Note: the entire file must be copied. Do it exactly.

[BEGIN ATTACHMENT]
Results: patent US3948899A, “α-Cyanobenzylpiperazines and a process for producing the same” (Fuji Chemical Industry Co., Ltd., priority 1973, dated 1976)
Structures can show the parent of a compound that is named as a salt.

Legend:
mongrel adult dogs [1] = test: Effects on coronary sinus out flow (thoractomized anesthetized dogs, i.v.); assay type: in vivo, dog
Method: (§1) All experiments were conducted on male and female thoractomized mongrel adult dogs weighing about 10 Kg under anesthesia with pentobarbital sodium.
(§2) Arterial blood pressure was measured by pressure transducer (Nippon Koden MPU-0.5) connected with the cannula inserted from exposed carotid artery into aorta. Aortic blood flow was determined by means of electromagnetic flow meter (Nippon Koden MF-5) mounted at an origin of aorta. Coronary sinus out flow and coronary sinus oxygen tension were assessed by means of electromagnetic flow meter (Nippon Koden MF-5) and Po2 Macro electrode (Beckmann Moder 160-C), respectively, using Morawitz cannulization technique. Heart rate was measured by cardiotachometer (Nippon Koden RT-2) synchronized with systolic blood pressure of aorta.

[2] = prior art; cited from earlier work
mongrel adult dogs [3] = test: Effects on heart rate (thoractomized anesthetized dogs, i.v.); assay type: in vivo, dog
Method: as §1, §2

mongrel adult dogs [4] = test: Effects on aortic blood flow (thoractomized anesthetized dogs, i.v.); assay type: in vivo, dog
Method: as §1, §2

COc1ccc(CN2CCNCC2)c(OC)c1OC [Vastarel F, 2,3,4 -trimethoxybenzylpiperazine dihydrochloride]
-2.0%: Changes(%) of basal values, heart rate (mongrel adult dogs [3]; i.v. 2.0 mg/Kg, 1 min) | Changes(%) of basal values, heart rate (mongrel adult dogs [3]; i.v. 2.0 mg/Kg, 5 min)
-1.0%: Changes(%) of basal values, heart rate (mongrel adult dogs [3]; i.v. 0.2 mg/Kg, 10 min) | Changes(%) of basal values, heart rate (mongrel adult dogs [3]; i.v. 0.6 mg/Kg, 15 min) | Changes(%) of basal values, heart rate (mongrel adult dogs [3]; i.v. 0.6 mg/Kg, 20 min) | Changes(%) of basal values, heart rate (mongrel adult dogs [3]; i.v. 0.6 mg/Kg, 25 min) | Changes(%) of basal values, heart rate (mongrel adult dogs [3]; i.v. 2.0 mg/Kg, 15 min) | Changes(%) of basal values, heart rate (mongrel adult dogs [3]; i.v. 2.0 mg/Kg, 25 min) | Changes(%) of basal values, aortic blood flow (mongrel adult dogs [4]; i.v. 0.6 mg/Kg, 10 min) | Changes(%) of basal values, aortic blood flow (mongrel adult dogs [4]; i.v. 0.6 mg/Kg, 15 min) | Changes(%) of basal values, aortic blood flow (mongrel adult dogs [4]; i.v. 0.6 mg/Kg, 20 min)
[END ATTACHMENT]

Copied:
Results: patent US3948899A, “α-Cyanobenzylpiperazines and a process for producing the same” (Fuji Chemical Industry Co., Ltd., priority 1973, dated 1976)
Structures can show the parent of a compound that is named as a salt.

Legend:
mongrel adult dogs [1] = test: Effects on coronary sinus out flow (thoractomized anesthetized dogs, i.v.); assay type: in vivo, dog
Method: (§1) All experiments were conducted on male and female thoractomized mongrel adult dogs weighing about 10 Kg under anesthesia with pentobarbital sodium.
(§2) Arterial blood pressure was measured by pressure transducer (Nippon Koden MPU-0.5) connected with the cannula inserted from exposed carotid artery into aorta. Aortic blood flow was determined by means of electromagnetic flow meter (Nippon Koden MF-5) mounted at an origin of aorta. Coronary sinus out flow and coronary sinus oxygen tension were assessed by means of electromagnetic flow meter (Nippon Koden MF-5) and Po2 Macro electrode (Beckmann Moder 160-C), respectively, using Morawitz cannulization technique. Heart rate was measured by cardiotachometer (Nippon Koden RT-2) synchronized with systolic blood pressure of aorta.

[2] = prior art; cited from earlier work
mongrel adult dogs [3] = test: Effects on heart rate (thoractomized anesthetized dogs, i.v.); assay type: in vivo, dog
Method: as §1, §2

mongrel adult dogs [4] = test: Effects on aortic blood flow (thoractomized anesthetized dogs, i.v.); assay type: in vivo, dog
Method: as §1, §2

COc1ccc(CN2CCNCC2)c(OC)c1OC [Vastarel F, 2,3,4 -trimethoxybenzylpiperazine dihydrochloride]
-2.0%: Changes(%) of basal values, heart rate (mongrel adult dogs [3]; i.v. 2.0 mg/Kg, 1 min) | Changes(%) of basal values, heart rate (mongrel adult dogs [3]; i.v. 2.0 mg/Kg, 5 min)
-1.0%: Changes(%) of basal values, heart rate (mongrel adult dogs [3]; i.v. 0.2 mg/Kg, 10 min) | Changes(%) of basal values, heart rate (mongrel adult dogs [3]; i.v. 0.6 mg/Kg, 15 min) | Changes(%) of basal values, heart rate (mongrel adult dogs [3]; i.v. 0.6 mg/Kg, 20 min) | Changes(%) of basal values, heart rate (mongrel adult dogs [3]; i.v. 0.6 mg/Kg, 25 min) | Changes(%) of basal values, heart rate (mongrel adult dogs [3]; i.v. 2.0 mg/Kg, 15 min) | Changes(%) of basal values, heart rate (mongrel adult dogs [3]; i.v. 2.0 mg/Kg, 25 min) | Changes(%) of basal values, aortic blood flow (mongrel adult dogs [4]; i.v. 0.6 mg/Kg, 10 min) | Changes(%) of basal values, aortic blood flow (mongrel adult dogs [4]; i.v. 0.6 mg/Kg, 15 min) | Changes(%) of basal values, aortic blood flow (mongrel adult dogs [4]; i.v. 0.6 mg/Kg, 20 min)